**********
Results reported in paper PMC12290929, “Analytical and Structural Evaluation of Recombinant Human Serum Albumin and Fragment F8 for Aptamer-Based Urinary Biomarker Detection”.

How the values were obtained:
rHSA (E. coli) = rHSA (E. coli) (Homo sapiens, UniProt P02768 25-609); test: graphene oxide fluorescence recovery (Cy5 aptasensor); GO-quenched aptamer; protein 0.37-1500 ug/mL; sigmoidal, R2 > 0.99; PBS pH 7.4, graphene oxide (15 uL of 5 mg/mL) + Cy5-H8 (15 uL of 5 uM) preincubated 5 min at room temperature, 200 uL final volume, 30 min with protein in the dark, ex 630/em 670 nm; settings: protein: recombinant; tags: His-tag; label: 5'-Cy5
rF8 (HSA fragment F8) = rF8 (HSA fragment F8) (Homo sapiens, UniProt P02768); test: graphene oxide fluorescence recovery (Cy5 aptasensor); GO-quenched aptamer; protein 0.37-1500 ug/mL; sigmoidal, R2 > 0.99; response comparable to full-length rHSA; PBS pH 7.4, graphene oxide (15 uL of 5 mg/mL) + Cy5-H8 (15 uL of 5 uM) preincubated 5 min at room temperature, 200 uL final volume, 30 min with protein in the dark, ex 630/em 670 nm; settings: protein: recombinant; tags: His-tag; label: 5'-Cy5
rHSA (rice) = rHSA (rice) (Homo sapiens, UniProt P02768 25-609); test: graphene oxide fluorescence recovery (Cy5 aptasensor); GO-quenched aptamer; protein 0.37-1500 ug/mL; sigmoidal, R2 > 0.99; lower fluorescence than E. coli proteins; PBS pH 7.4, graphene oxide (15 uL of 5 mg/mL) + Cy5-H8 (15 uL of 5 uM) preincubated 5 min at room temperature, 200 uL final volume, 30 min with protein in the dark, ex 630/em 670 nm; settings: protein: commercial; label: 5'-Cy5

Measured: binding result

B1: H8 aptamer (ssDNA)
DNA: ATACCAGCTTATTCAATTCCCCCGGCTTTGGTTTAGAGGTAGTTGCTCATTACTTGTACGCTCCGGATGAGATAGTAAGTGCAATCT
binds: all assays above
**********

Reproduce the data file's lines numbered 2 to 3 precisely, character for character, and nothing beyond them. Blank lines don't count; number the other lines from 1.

How the values were obtained:
rHSA (E. coli) = rHSA (E. coli) (Homo sapiens, UniProt P02768 25-609); test: graphene oxide fluorescence recovery (Cy5 aptasensor); GO-quenched aptamer; protein 0.37-1500 ug/mL; sigmoidal, R2 > 0.99; PBS pH 7.4, graphene oxide (15 uL of 5 mg/mL) + Cy5-H8 (15 uL of 5 uM) preincubated 5 min at room temperature, 200 uL final volume, 30 min with protein in the dark, ex 630/em 670 nm; settings: protein: recombinant; tags: His-tag; label: 5'-Cy5